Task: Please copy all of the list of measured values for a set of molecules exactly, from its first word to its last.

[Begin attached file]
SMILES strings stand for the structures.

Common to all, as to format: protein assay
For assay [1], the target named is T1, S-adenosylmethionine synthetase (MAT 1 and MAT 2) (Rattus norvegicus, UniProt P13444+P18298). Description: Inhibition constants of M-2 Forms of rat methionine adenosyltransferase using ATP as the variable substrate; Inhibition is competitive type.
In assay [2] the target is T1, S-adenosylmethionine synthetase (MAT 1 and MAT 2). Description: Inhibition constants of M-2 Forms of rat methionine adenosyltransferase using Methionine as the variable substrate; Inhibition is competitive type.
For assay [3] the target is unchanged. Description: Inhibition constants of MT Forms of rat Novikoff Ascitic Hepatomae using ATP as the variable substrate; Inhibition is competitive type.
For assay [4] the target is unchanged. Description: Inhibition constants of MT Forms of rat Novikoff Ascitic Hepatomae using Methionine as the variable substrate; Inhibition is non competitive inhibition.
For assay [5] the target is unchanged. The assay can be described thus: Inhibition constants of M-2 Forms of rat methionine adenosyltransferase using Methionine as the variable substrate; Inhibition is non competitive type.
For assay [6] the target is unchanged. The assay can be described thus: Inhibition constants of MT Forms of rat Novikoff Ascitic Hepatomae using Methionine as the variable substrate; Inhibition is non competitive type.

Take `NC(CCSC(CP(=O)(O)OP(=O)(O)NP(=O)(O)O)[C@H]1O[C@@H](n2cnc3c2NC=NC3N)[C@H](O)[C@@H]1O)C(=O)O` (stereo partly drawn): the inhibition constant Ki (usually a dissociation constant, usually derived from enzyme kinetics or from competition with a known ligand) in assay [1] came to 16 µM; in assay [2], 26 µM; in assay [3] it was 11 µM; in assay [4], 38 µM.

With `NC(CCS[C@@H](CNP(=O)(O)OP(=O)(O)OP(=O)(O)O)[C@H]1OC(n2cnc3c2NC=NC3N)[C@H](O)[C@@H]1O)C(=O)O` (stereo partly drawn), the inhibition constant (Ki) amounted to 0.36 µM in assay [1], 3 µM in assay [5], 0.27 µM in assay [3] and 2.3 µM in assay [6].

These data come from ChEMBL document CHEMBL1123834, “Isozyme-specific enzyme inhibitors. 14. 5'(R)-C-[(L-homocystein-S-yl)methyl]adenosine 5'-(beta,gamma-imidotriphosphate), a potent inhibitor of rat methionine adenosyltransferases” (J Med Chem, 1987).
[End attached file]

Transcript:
SMILES strings stand for the structures.

Common to all, as to format: protein assay
For assay [1], the target named is T1, S-adenosylmethionine synthetase (MAT 1 and MAT 2) (Rattus norvegicus, UniProt P13444+P18298). Description: Inhibition constants of M-2 Forms of rat methionine adenosyltransferase using ATP as the variable substrate; Inhibition is competitive type.
In assay [2] the target is T1, S-adenosylmethionine synthetase (MAT 1 and MAT 2). Description: Inhibition constants of M-2 Forms of rat methionine adenosyltransferase using Methionine as the variable substrate; Inhibition is competitive type.
For assay [3] the target is unchanged. Description: Inhibition constants of MT Forms of rat Novikoff Ascitic Hepatomae using ATP as the variable substrate; Inhibition is competitive type.
For assay [4] the target is unchanged. Description: Inhibition constants of MT Forms of rat Novikoff Ascitic Hepatomae using Methionine as the variable substrate; Inhibition is non competitive inhibition.
For assay [5] the target is unchanged. The assay can be described thus: Inhibition constants of M-2 Forms of rat methionine adenosyltransferase using Methionine as the variable substrate; Inhibition is non competitive type.
For assay [6] the target is unchanged. The assay can be described thus: Inhibition constants of MT Forms of rat Novikoff Ascitic Hepatomae using Methionine as the variable substrate; Inhibition is non competitive type.

Take `NC(CCSC(CP(=O)(O)OP(=O)(O)NP(=O)(O)O)[C@H]1O[C@@H](n2cnc3c2NC=NC3N)[C@H](O)[C@@H]1O)C(=O)O` (stereo partly drawn): the inhibition constant Ki (usually a dissociation constant, usually derived from enzyme kinetics or from competition with a known ligand) in assay [1] came to 16 µM; in assay [2], 26 µM; in assay [3] it was 11 µM; in assay [4], 38 µM.

With `NC(CCS[C@@H](CNP(=O)(O)OP(=O)(O)OP(=O)(O)O)[C@H]1OC(n2cnc3c2NC=NC3N)[C@H](O)[C@@H]1O)C(=O)O` (stereo partly drawn), the inhibition constant (Ki) amounted to 0.36 µM in assay [1], 3 µM in assay [5], 0.27 µM in assay [3] and 2.3 µM in assay [6].

These data come from ChEMBL document CHEMBL1123834, “Isozyme-specific enzyme inhibitors. 14. 5'(R)-C-[(L-homocystein-S-yl)methyl]adenosine 5'-(beta,gamma-imidotriphosphate), a potent inhibitor of rat methionine adenosyltransferases” (J Med Chem, 1987).